Applications of Geoscience to Australia's Representative Marine Protected Area Program
Peter T. Harris, Andrew Heap, Tanya Whiteway, and Alix Post
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In order to protect the biological diversity of marine life in Australia’s Exclusive Economic Zone (EEZ), the commonwealth government has passed the Environmental Protection
and Biodiversity Conservation (EPBC) Act. The Act is being implemented through preparation of regional marine plans (commenced in 2001) and by designing networks of representative marine protected areas (MPAs) in both commonwealth and state waters. In the absence of direct information about the distribution of seabed biodiversity, appropriate surrogates must be used instead. A major constraint is the short time frame available to managers to make decisions; only information that is readily accessible and available can be used under these circumstances.
Existing seabed bathymetry data were used to produce a geomorphic features map of the Australian EEZ. This map was used in conjunction with existing fish diversity information and other data to derive a benthic bioregionalization (DEH 2005) that subdivides Australia’s EEZ into 41 bioregions including 24 biologically unique provinces. Biophysical variables measured at broad spatial scales apart from bathymetry (and derived variables such as seabed slope) include ocean primary production, seabed sediment properties, temperature, and sediment mobilization due to waves and tides. To better characterize habitats on the Australian continental margin, Geoscience Australia has created “seascape” maps that integrate multiple layers of spatial data that are useful for the prediction of the distribution of biodiversity. An example is presented from the southwest margin of Australia; here, we used ER-Mapper’s unsupervised ISOclass algorithm to simultaneously classify six variables, with equal weighting, to yield a range of statistically different classes. The broad spatial coverage provided by the analysis of biophysical data provides information complementary to knowledge of sites important to threatened or endangered species, to iconic sites of high conservation value, and to the available (mostly very limited) direct measurements of biodiversity (hotspots). Seascape and geomorphic habitat maps have assisted managers in Australia with broadscale marine planning and in the design of representative MPA networks.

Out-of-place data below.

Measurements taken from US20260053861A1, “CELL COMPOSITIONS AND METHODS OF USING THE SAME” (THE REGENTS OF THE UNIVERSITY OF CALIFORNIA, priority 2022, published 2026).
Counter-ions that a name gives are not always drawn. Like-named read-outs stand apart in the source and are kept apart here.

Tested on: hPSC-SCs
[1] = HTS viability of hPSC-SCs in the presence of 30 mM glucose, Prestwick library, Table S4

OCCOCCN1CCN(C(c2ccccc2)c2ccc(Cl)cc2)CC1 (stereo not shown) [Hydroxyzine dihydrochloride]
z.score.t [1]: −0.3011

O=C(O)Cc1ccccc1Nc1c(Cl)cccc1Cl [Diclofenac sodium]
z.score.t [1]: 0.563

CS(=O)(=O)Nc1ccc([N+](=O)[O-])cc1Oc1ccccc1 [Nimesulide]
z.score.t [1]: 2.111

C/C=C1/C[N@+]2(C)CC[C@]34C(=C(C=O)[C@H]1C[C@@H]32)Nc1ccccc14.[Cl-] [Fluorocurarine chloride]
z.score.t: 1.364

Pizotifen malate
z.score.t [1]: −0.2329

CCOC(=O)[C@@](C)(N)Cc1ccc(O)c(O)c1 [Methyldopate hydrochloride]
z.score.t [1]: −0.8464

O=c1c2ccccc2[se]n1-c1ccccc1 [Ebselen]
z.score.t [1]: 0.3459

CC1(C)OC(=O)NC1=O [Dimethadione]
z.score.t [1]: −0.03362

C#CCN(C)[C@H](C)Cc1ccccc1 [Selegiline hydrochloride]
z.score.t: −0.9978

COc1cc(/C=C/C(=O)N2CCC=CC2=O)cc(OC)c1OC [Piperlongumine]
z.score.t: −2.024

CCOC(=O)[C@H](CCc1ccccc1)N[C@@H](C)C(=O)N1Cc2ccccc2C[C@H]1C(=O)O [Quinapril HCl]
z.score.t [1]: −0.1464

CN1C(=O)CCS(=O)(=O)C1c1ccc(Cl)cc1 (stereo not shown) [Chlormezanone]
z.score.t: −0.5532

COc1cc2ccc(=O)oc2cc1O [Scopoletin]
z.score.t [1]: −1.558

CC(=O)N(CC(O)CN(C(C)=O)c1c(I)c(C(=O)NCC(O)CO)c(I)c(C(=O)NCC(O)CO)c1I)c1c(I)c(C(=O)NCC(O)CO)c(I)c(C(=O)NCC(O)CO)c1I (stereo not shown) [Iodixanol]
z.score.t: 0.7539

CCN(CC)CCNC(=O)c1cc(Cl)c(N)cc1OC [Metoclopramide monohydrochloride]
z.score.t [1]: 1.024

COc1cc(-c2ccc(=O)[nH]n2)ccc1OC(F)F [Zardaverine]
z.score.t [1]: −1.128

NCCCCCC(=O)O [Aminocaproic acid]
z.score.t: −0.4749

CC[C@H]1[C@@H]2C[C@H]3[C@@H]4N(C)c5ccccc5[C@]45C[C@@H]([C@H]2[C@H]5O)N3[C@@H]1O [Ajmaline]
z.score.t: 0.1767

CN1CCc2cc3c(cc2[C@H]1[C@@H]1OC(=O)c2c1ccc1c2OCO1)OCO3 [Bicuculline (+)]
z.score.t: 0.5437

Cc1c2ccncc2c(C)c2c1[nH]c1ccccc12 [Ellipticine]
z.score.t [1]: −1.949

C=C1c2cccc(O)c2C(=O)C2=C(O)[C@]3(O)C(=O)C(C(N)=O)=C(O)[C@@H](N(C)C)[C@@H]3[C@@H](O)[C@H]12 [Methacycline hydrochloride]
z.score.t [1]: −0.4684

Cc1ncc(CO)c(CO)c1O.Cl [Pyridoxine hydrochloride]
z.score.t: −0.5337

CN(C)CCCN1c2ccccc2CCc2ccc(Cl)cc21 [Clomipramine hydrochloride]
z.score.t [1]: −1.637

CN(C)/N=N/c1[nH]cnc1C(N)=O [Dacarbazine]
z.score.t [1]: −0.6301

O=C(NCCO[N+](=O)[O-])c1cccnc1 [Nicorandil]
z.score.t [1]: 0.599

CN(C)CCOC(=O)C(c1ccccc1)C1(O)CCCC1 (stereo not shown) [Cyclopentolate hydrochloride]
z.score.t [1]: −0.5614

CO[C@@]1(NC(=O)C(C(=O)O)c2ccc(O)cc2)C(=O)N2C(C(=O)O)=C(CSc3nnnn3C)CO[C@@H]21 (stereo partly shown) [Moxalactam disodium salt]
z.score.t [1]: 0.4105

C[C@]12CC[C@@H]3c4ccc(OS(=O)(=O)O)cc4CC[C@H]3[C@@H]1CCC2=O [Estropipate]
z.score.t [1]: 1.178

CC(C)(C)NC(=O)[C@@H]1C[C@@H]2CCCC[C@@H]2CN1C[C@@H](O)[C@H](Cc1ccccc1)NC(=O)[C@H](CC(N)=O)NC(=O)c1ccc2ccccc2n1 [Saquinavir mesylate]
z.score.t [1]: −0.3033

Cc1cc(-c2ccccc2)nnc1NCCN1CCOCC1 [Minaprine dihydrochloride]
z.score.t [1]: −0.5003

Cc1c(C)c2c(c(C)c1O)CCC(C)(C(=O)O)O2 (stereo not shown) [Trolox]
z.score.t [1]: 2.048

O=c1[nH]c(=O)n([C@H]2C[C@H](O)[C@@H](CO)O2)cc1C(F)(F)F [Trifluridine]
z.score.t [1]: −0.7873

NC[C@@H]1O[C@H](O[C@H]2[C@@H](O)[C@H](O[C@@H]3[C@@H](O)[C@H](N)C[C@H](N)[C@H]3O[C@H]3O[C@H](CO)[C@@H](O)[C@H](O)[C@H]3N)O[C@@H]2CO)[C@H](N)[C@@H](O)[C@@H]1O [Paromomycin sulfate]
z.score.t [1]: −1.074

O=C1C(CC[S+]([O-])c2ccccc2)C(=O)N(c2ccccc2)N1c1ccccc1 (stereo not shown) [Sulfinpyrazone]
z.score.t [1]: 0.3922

- Item number: AK-SG-08-03q
- Year: 2008
- DOI: https://doi.org/10.4027/mhmta.2008.16